Rethinking Africa: Indigenous Women Re-interpret Southern Africa’s Pasts

3 Mar 2021 - 08:30

Rethinking Africa: Indigenous Women Re-interpret Southern Africa’s Pasts is a new book co-edited by Dr June Bam-Hutchison and Bernadette Muthien of the Centre for African Studies (CAS). The volume, which was announced on 26 January 2021, comprises contributions from prominent feminist scholars, including Sylvia Vollenhiven and Sarah Henkeman, while former director of the Centre for African Studies, Emeritus Professor Lungisile Ntsebeza supplied the foreword.

The book announcement was hosted by the Khoi-San Studies Unit in CAS. Watch the launch event here.

“Vast scholarship exists on the Khoi and San but from a largely ‘exteriority’ perspective,” explains Bam-Hutchison. “These perspectives are by their very nature limited and deficient, often exclusively focused on the 'official' and colonial archive. If African philosophies and epistemologies are included, they are often mediated from the perspective of those who routinely and repeatedly study indigenous 'subjects'.”

In the process important authentic voices and interpretations of pasts and their relation to the present and future of the people themselves and their descendants are left out, Bam-Hutchison adds.

“In other words, a lot got lost in the making of 'mainstream' knowledge and continues to go missing. The recently established Khoi and San Centre in partnership with the /Xarra Restorative Justice Forum aims to recover these lost and marginalised archives of rituals and knowledges that are alive (though often hidden or invisibilised) within communities - and often communities not traditionally associated with 'precolonial' knowledge in Eurocentric approaches to research and knowledge.

“This is theoretical knowledge worthy of interpretation as part of the inclusive ecology of knowledge. The question therefore begs in our time: How do we rethink Africa from an indigenous feminist perspective that critically engages with the process of producing knowledge of our deep pasts that is fuller, more complex, diverse, of immense value and not therefore dismiss-able?”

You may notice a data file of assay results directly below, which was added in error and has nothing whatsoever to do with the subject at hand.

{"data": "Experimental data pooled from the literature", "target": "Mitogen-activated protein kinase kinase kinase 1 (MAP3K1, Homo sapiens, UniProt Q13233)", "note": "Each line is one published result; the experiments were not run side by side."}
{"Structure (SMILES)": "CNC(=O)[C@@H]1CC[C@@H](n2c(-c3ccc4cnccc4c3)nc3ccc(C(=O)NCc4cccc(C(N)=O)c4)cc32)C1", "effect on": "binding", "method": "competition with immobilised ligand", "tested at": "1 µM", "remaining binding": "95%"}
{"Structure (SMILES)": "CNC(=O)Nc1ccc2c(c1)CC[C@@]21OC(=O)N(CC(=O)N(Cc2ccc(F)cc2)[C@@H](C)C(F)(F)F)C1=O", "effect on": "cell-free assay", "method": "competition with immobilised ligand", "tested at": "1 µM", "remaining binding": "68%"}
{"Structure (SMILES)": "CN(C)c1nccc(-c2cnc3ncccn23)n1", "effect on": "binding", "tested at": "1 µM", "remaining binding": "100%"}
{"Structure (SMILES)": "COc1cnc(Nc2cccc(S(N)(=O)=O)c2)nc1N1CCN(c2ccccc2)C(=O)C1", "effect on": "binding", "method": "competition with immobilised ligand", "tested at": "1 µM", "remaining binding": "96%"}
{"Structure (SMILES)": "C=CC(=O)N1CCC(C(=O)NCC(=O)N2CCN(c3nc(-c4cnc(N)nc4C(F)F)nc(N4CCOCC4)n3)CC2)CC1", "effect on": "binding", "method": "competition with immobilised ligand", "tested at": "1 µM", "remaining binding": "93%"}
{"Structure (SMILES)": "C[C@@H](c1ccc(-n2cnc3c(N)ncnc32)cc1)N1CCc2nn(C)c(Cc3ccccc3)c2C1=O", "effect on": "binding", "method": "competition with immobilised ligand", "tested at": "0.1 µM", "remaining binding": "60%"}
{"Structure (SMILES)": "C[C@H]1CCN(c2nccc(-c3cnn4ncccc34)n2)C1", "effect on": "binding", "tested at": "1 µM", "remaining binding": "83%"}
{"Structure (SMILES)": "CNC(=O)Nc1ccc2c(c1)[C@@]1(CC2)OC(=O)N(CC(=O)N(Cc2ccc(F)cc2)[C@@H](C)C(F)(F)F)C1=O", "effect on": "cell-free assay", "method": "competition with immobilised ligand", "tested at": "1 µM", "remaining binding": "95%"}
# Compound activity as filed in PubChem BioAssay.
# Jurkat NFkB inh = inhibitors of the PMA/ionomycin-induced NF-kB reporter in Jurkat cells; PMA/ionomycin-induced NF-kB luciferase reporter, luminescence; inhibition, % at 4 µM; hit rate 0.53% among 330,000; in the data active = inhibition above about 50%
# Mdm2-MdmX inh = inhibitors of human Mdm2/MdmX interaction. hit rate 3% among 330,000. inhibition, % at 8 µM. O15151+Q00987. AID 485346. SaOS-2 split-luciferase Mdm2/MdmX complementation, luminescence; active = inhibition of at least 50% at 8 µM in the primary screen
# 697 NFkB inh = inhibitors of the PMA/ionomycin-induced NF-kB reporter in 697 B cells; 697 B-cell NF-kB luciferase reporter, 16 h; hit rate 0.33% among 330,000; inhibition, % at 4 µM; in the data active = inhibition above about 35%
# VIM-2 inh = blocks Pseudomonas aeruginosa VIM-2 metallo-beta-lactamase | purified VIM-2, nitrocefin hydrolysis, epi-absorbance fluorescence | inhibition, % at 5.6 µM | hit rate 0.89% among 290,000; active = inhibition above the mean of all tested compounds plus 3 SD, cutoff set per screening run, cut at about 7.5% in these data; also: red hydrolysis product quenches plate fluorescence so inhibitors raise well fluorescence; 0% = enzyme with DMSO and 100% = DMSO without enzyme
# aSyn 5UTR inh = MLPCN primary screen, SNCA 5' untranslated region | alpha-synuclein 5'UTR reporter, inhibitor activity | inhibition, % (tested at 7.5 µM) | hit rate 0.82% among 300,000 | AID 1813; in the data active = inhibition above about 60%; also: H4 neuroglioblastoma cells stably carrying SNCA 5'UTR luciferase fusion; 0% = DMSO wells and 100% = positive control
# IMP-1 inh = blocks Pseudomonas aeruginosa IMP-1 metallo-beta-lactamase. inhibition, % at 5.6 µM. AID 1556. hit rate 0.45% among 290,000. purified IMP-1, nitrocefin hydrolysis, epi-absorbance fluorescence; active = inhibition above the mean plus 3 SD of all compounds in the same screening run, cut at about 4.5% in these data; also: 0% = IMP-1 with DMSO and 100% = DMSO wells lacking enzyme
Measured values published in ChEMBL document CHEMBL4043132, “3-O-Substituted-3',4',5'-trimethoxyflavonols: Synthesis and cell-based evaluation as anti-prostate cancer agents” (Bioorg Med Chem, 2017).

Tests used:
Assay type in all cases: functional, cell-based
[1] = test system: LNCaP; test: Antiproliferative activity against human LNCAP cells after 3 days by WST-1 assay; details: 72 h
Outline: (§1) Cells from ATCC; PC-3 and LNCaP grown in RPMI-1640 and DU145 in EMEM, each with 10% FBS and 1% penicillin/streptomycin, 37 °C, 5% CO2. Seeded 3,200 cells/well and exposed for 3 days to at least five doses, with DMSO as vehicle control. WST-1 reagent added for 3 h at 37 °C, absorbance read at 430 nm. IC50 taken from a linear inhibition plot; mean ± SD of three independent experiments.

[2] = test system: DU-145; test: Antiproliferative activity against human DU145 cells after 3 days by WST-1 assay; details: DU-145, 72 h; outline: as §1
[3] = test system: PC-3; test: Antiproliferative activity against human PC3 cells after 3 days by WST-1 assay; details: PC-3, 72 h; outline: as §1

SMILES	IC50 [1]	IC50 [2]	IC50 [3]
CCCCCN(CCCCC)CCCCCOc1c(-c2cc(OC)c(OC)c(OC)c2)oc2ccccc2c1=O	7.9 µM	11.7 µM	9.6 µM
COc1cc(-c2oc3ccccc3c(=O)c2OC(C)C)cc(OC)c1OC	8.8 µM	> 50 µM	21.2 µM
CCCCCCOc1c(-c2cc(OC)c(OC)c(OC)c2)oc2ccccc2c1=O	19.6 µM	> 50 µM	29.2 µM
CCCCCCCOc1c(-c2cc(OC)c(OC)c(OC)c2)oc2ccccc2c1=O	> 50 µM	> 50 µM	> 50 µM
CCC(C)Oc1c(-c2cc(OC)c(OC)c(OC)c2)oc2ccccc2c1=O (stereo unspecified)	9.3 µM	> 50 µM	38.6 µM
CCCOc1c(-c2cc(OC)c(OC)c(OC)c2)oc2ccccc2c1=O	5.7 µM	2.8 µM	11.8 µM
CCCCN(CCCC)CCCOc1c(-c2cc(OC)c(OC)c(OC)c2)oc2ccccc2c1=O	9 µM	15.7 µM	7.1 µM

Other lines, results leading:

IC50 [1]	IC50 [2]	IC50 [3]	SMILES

Muthien explained that the book critically opened new pathways for decolonial scholarship and the reclamation of indigenous self-definition by women scholars.

“Indigenous peoples around the world are often socially and gender egalitarian, matricentric, matrifocal, matrilineal, less violent, beyond-heteronormative, ecologically sensitive, with feminine or two-gender deities or spirits, and more,” explains Muthien.

Only this century have mainstream publishers begun publishing indigenous men on the southern African past with their particular phallogocentrism (male centredness), often ignoring the conditions and contributions of indigenous women through history, Muthien adds.

“Thus it is long overdue that as indigenous women we write our own herstory, define our own contemporary cultural and socio-economic conditions, and ideate future visions based on our lived realities, which are socially and gender egalitarian, matricentric, beyond-heteronormative, based on nonviolence or peace, ecologically responsible, and goddess-loving (for those fond of indigenous deities or spirits),” says Muthien. “All chapters herstoricise the accepted ‘histories’ and theories of how we came to understand the African past in the way that we do, how to problematise and rethink that discourse, and provide new and different ‘herstorical’ lenses, philosophies, epistemologies, methodologies and interpretations.”

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